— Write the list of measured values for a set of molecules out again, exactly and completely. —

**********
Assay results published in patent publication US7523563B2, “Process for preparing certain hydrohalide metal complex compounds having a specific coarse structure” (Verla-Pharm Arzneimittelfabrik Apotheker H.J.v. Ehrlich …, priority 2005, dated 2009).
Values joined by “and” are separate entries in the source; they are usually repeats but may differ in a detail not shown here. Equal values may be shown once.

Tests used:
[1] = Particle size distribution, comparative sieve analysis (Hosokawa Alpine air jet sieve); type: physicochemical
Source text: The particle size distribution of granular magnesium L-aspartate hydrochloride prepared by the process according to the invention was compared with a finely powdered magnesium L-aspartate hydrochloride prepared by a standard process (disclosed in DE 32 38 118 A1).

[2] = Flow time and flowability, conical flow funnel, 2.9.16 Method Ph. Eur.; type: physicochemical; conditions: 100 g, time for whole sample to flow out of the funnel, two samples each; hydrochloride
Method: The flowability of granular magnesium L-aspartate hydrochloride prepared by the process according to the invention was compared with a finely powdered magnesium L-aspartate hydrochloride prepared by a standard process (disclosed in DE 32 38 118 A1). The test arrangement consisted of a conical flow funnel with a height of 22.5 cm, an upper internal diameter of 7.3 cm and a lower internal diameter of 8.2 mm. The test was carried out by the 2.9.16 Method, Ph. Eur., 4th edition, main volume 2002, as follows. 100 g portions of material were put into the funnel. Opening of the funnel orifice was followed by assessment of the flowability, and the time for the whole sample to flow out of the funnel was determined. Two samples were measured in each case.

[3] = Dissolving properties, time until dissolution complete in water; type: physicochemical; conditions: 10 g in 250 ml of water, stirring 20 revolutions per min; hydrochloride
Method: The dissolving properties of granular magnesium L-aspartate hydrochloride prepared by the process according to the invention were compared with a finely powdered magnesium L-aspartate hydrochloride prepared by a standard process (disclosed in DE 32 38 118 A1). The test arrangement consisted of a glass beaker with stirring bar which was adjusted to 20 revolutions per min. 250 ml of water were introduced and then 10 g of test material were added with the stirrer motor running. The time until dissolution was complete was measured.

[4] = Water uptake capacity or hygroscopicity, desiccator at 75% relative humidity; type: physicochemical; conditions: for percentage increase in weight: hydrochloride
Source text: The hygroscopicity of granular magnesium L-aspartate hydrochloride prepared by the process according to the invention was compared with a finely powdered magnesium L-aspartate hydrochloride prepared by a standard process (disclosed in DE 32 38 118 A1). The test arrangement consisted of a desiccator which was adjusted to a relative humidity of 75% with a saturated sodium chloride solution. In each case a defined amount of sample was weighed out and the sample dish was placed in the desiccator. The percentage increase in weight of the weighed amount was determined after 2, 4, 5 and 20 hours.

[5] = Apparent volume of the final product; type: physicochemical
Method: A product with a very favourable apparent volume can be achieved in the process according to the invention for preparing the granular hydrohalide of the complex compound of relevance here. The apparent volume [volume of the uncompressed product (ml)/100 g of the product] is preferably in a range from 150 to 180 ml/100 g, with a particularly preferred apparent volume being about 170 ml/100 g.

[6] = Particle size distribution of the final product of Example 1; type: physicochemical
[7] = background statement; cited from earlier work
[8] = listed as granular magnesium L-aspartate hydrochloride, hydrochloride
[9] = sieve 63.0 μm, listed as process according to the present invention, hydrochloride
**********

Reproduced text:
Assay results published in patent publication US7523563B2, “Process for preparing certain hydrohalide metal complex compounds having a specific coarse structure” (Verla-Pharm Arzneimittelfabrik Apotheker H.J.v. Ehrlich …, priority 2005, dated 2009).
Values joined by “and” are separate entries in the source; they are usually repeats but may differ in a detail not shown here. Equal values may be shown once.

Tests used:
[1] = Particle size distribution, comparative sieve analysis (Hosokawa Alpine air jet sieve); type: physicochemical
Source text: The particle size distribution of granular magnesium L-aspartate hydrochloride prepared by the process according to the invention was compared with a finely powdered magnesium L-aspartate hydrochloride prepared by a standard process (disclosed in DE 32 38 118 A1).

[2] = Flow time and flowability, conical flow funnel, 2.9.16 Method Ph. Eur.; type: physicochemical; conditions: 100 g, time for whole sample to flow out of the funnel, two samples each; hydrochloride
Method: The flowability of granular magnesium L-aspartate hydrochloride prepared by the process according to the invention was compared with a finely powdered magnesium L-aspartate hydrochloride prepared by a standard process (disclosed in DE 32 38 118 A1). The test arrangement consisted of a conical flow funnel with a height of 22.5 cm, an upper internal diameter of 7.3 cm and a lower internal diameter of 8.2 mm. The test was carried out by the 2.9.16 Method, Ph. Eur., 4th edition, main volume 2002, as follows. 100 g portions of material were put into the funnel. Opening of the funnel orifice was followed by assessment of the flowability, and the time for the whole sample to flow out of the funnel was determined. Two samples were measured in each case.

[3] = Dissolving properties, time until dissolution complete in water; type: physicochemical; conditions: 10 g in 250 ml of water, stirring 20 revolutions per min; hydrochloride
Method: The dissolving properties of granular magnesium L-aspartate hydrochloride prepared by the process according to the invention were compared with a finely powdered magnesium L-aspartate hydrochloride prepared by a standard process (disclosed in DE 32 38 118 A1). The test arrangement consisted of a glass beaker with stirring bar which was adjusted to 20 revolutions per min. 250 ml of water were introduced and then 10 g of test material were added with the stirrer motor running. The time until dissolution was complete was measured.

[4] = Water uptake capacity or hygroscopicity, desiccator at 75% relative humidity; type: physicochemical; conditions: for percentage increase in weight: hydrochloride
Source text: The hygroscopicity of granular magnesium L-aspartate hydrochloride prepared by the process according to the invention was compared with a finely powdered magnesium L-aspartate hydrochloride prepared by a standard process (disclosed in DE 32 38 118 A1). The test arrangement consisted of a desiccator which was adjusted to a relative humidity of 75% with a saturated sodium chloride solution. In each case a defined amount of sample was weighed out and the sample dish was placed in the desiccator. The percentage increase in weight of the weighed amount was determined after 2, 4, 5 and 20 hours.

[5] = Apparent volume of the final product; type: physicochemical
Method: A product with a very favourable apparent volume can be achieved in the process according to the invention for preparing the granular hydrohalide of the complex compound of relevance here. The apparent volume [volume of the uncompressed product (ml)/100 g of the product] is preferably in a range from 150 to 180 ml/100 g, with a particularly preferred apparent volume being about 170 ml/100 g.

[6] = Particle size distribution of the final product of Example 1; type: physicochemical
[7] = background statement; cited from earlier work
[8] = listed as granular magnesium L-aspartate hydrochloride, hydrochloride
[9] = sieve 63.0 μm, listed as process according to the present invention, hydrochloride